Four years at college can go by all too quickly considering the years you spend preparing, time you use auditioning, and energy you devote to deciding on the perfect music program. So, how can you make the most of your time in those four years once you arrive? Here are a few suggestions.
Don’t do what you’re told! (Well, don’t do only what you’re told.)
Sometimes young artists beginning their college experience wait around for their teacher or coach or choir director to find and give them opportunities. You should be actively seeking opportunities to learn, perform and grow as an artist from the time you arrive at your school. Go to every audition, even if you think it is unlikely you will be cast. Go to be heard and seen, to meet the decision makers at your institution, and to show your passion, drive, and desire to participate. If they don’t cast you this time, they will likely remember you for next time. Read every poster on every board. Maybe there is a summer program that is right for you. Maybe there is a workshop that interests you. Maybe there is a scholarship for which you can apply. You won’t know until you try. And go see that concert! Even though it has been a long day, or you have a test tomorrow, you will be glad you experienced that artist, heard that voice live, got to see their technique in action. These experiences are not always as accessible outside of school, depending on where you live, and often as a student you get free or discounted tickets to really special events. Do not waste this opportunity, and your future self will thank you!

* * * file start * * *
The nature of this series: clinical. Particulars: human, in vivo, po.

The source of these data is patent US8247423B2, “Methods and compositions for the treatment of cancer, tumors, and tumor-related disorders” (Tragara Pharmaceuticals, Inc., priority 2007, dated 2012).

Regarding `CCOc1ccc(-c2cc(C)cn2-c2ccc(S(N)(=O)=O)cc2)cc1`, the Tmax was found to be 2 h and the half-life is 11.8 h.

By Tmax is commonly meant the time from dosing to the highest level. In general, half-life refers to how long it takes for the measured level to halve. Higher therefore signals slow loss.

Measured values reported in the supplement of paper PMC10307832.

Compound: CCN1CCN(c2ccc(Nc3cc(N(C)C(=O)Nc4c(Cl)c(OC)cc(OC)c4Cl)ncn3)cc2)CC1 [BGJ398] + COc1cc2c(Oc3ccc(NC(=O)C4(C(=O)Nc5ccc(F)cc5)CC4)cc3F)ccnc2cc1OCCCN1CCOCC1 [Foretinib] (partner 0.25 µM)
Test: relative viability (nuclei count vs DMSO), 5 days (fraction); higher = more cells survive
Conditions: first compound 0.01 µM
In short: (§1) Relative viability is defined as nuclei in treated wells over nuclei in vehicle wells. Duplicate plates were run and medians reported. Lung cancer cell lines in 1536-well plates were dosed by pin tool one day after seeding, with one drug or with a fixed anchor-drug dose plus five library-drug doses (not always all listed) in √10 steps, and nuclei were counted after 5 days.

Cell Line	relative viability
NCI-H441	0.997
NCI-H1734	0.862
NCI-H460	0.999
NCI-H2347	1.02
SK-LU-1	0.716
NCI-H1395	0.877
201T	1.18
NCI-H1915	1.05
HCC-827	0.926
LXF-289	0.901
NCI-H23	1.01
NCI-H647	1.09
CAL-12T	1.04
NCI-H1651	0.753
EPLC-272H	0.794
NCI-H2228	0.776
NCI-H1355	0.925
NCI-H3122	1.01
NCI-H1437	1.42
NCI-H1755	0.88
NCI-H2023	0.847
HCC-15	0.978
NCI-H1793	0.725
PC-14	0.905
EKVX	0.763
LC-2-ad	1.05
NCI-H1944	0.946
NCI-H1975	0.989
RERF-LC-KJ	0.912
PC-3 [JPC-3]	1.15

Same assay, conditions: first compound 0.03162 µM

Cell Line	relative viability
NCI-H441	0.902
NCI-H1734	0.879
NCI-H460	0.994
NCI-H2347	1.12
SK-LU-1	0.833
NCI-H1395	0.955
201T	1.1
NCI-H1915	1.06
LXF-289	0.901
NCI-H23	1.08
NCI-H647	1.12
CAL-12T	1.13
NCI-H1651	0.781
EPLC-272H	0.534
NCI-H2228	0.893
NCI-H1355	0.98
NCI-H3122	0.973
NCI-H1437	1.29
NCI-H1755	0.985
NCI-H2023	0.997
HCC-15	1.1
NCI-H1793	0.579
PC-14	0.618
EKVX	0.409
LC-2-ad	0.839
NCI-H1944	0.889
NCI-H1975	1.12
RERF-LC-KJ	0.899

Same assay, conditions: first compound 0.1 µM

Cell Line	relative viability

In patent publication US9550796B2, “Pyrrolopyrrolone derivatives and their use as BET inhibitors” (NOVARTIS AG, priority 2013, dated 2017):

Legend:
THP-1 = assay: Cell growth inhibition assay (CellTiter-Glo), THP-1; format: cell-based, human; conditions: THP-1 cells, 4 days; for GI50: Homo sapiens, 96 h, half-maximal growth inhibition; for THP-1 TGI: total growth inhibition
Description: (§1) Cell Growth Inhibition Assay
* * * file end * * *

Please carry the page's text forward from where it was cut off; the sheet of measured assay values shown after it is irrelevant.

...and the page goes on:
Go back for more.
If you do go to those auditions and take those opportunities, but you are not cast in the opera or do not get the solo or scholarship, please do not walk away thinking you will never audition for that person again, or they must not like you, or you are not good enough. Never assume the reasons you did not get what you wanted. Here is a special benefit you will find being part of an educational institution – you can ask for feedback! In the professional world, requests for feedback are often considered taboo or unwelcome, but in an educational environment, you are there to learn. Everything you do can be a learning experience! So, ask for feedback. Listen carefully, respond professionally, thank them politely, and discuss it with your teacher. And then try again.
Try something you don’t think you are going to like.
Just like when you resist trying a new food, and then when you finally try it, you realize you love edamame, or blood oranges or ceviche, you won’t know if you like something new until you try it! So, if you have never taken a course in stage management, or grant writing, or pedagogy because you do not think it would interest you, why not give it a shot? At worst, you will learn a new skill. At best, you will find an ability that will serve you in your future career or a talent that you really enjoy. Take a chance!
Make friends and engage in activities outside of the performing arts.
One of the best things you can hope for in your college experience is to meet life-long friends in your field, colleagues you will know and work alongside for years to come, and a tight-knit, supportive community in your performing arts department. But make sure you look for these communities and opportunities outside of the performing arts as well. When you just can’t stand to hear another word about his last audition or her new costume or their upcoming role, you will find great pleasure in retreating to a space where you can talk about topics unrelated to your major. Join a club, volunteer for a charity, or participate in a sports team. Then, when the real drama in the drama (and music) department gets all too real, you can escape to other environments and participate in other experiences that will expand your worldview and help you become a more well-rounded person and artist. After all, that’s what college is all about!